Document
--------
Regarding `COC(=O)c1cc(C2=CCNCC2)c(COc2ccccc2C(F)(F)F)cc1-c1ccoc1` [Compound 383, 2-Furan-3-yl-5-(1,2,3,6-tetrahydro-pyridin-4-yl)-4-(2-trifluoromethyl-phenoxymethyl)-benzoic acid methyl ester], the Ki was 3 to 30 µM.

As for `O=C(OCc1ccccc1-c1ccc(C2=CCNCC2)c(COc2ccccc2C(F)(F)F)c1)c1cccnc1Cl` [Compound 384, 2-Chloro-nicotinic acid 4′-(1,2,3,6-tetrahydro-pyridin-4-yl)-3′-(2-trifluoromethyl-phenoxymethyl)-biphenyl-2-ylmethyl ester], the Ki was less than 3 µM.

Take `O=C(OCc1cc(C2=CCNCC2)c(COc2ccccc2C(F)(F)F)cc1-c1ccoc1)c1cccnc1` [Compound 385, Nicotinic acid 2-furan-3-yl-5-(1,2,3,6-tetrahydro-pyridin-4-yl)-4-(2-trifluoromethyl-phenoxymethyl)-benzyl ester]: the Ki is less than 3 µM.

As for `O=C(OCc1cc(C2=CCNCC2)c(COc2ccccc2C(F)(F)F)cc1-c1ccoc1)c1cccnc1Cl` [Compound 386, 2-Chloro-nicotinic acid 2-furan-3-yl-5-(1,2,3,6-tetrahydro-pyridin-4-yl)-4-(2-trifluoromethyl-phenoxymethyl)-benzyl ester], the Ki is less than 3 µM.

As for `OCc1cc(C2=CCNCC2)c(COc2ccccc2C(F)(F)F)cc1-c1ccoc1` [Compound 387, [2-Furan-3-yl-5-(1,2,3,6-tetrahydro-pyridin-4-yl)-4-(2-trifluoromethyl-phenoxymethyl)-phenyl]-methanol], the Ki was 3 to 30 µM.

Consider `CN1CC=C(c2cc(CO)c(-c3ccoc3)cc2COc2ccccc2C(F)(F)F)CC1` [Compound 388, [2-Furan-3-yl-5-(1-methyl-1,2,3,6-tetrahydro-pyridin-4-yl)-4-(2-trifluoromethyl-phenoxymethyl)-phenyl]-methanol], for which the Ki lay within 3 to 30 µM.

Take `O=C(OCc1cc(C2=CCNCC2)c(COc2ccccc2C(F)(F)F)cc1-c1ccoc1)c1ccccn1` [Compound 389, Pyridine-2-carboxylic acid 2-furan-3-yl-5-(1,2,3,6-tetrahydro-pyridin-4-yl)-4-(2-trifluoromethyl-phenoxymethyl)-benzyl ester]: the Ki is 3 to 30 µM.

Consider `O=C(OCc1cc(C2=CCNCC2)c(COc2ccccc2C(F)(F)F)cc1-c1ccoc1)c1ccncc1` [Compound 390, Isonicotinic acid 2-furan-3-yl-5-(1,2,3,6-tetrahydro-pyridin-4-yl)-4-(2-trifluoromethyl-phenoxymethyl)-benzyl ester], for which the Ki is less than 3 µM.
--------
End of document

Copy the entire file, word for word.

Regarding `COC(=O)c1cc(C2=CCNCC2)c(COc2ccccc2C(F)(F)F)cc1-c1ccoc1` [Compound 383, 2-Furan-3-yl-5-(1,2,3,6-tetrahydro-pyridin-4-yl)-4-(2-trifluoromethyl-phenoxymethyl)-benzoic acid methyl ester], the Ki was 3 to 30 µM.

As for `O=C(OCc1ccccc1-c1ccc(C2=CCNCC2)c(COc2ccccc2C(F)(F)F)c1)c1cccnc1Cl` [Compound 384, 2-Chloro-nicotinic acid 4′-(1,2,3,6-tetrahydro-pyridin-4-yl)-3′-(2-trifluoromethyl-phenoxymethyl)-biphenyl-2-ylmethyl ester], the Ki was less than 3 µM.

Take `O=C(OCc1cc(C2=CCNCC2)c(COc2ccccc2C(F)(F)F)cc1-c1ccoc1)c1cccnc1` [Compound 385, Nicotinic acid 2-furan-3-yl-5-(1,2,3,6-tetrahydro-pyridin-4-yl)-4-(2-trifluoromethyl-phenoxymethyl)-benzyl ester]: the Ki is less than 3 µM.

As for `O=C(OCc1cc(C2=CCNCC2)c(COc2ccccc2C(F)(F)F)cc1-c1ccoc1)c1cccnc1Cl` [Compound 386, 2-Chloro-nicotinic acid 2-furan-3-yl-5-(1,2,3,6-tetrahydro-pyridin-4-yl)-4-(2-trifluoromethyl-phenoxymethyl)-benzyl ester], the Ki is less than 3 µM.

As for `OCc1cc(C2=CCNCC2)c(COc2ccccc2C(F)(F)F)cc1-c1ccoc1` [Compound 387, [2-Furan-3-yl-5-(1,2,3,6-tetrahydro-pyridin-4-yl)-4-(2-trifluoromethyl-phenoxymethyl)-phenyl]-methanol], the Ki was 3 to 30 µM.

Consider `CN1CC=C(c2cc(CO)c(-c3ccoc3)cc2COc2ccccc2C(F)(F)F)CC1` [Compound 388, [2-Furan-3-yl-5-(1-methyl-1,2,3,6-tetrahydro-pyridin-4-yl)-4-(2-trifluoromethyl-phenoxymethyl)-phenyl]-methanol], for which the Ki lay within 3 to 30 µM.

Take `O=C(OCc1cc(C2=CCNCC2)c(COc2ccccc2C(F)(F)F)cc1-c1ccoc1)c1ccccn1` [Compound 389, Pyridine-2-carboxylic acid 2-furan-3-yl-5-(1,2,3,6-tetrahydro-pyridin-4-yl)-4-(2-trifluoromethyl-phenoxymethyl)-benzyl ester]: the Ki is 3 to 30 µM.

Consider `O=C(OCc1cc(C2=CCNCC2)c(COc2ccccc2C(F)(F)F)cc1-c1ccoc1)c1ccncc1` [Compound 390, Isonicotinic acid 2-furan-3-yl-5-(1,2,3,6-tetrahydro-pyridin-4-yl)-4-(2-trifluoromethyl-phenoxymethyl)-benzyl ester], for which the Ki is less than 3 µM.